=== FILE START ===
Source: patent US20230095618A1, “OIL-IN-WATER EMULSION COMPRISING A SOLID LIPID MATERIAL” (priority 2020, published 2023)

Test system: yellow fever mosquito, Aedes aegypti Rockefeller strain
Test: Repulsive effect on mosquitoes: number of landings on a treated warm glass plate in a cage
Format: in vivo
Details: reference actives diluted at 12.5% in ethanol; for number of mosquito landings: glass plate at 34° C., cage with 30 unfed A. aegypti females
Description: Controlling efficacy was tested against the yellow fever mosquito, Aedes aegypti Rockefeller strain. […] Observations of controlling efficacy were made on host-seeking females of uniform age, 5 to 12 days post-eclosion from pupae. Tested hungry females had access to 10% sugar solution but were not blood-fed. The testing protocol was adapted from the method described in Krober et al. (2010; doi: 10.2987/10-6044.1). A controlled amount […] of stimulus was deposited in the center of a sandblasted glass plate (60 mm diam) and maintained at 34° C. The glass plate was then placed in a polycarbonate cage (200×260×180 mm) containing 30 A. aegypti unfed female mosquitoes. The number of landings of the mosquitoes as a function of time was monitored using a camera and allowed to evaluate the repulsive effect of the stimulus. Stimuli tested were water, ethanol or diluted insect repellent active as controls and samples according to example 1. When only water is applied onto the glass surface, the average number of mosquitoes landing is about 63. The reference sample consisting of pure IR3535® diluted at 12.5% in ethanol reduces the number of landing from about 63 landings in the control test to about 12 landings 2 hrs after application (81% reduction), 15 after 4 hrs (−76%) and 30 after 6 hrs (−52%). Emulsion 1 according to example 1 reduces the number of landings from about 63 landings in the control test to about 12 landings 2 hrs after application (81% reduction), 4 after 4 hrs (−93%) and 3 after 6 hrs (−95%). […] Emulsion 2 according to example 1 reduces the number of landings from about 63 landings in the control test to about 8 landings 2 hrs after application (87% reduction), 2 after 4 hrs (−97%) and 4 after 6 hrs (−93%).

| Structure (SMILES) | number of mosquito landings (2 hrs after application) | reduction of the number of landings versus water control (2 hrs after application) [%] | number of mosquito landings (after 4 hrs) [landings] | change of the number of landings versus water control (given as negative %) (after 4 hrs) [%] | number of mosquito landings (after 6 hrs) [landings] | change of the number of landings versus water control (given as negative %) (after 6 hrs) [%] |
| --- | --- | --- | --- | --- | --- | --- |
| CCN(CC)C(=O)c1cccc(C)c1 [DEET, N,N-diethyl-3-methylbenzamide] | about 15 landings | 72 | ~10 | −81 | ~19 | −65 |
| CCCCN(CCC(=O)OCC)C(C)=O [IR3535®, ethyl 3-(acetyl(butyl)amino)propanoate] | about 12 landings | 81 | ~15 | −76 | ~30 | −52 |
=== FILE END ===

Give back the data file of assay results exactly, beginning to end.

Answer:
Source: patent US20230095618A1, “OIL-IN-WATER EMULSION COMPRISING A SOLID LIPID MATERIAL” (priority 2020, published 2023)

Test system: yellow fever mosquito, Aedes aegypti Rockefeller strain
Test: Repulsive effect on mosquitoes: number of landings on a treated warm glass plate in a cage
Format: in vivo
Details: reference actives diluted at 12.5% in ethanol; for number of mosquito landings: glass plate at 34° C., cage with 30 unfed A. aegypti females
Description: Controlling efficacy was tested against the yellow fever mosquito, Aedes aegypti Rockefeller strain. […] Observations of controlling efficacy were made on host-seeking females of uniform age, 5 to 12 days post-eclosion from pupae. Tested hungry females had access to 10% sugar solution but were not blood-fed. The testing protocol was adapted from the method described in Krober et al. (2010; doi: 10.2987/10-6044.1). A controlled amount […] of stimulus was deposited in the center of a sandblasted glass plate (60 mm diam) and maintained at 34° C. The glass plate was then placed in a polycarbonate cage (200×260×180 mm) containing 30 A. aegypti unfed female mosquitoes. The number of landings of the mosquitoes as a function of time was monitored using a camera and allowed to evaluate the repulsive effect of the stimulus. Stimuli tested were water, ethanol or diluted insect repellent active as controls and samples according to example 1. When only water is applied onto the glass surface, the average number of mosquitoes landing is about 63. The reference sample consisting of pure IR3535® diluted at 12.5% in ethanol reduces the number of landing from about 63 landings in the control test to about 12 landings 2 hrs after application (81% reduction), 15 after 4 hrs (−76%) and 30 after 6 hrs (−52%). Emulsion 1 according to example 1 reduces the number of landings from about 63 landings in the control test to about 12 landings 2 hrs after application (81% reduction), 4 after 4 hrs (−93%) and 3 after 6 hrs (−95%). […] Emulsion 2 according to example 1 reduces the number of landings from about 63 landings in the control test to about 8 landings 2 hrs after application (87% reduction), 2 after 4 hrs (−97%) and 4 after 6 hrs (−93%).

| Structure (SMILES) | number of mosquito landings (2 hrs after application) | reduction of the number of landings versus water control (2 hrs after application) [%] | number of mosquito landings (after 4 hrs) [landings] | change of the number of landings versus water control (given as negative %) (after 4 hrs) [%] | number of mosquito landings (after 6 hrs) [landings] | change of the number of landings versus water control (given as negative %) (after 6 hrs) [%] |
| --- | --- | --- | --- | --- | --- | --- |
| CCN(CC)C(=O)c1cccc(C)c1 [DEET, N,N-diethyl-3-methylbenzamide] | about 15 landings | 72 | ~10 | −81 | ~19 | −65 |
| CCCCN(CCC(=O)OCC)C(C)=O [IR3535®, ethyl 3-(acetyl(butyl)amino)propanoate] | about 12 landings | 81 | ~15 | −76 | ~30 | −52 |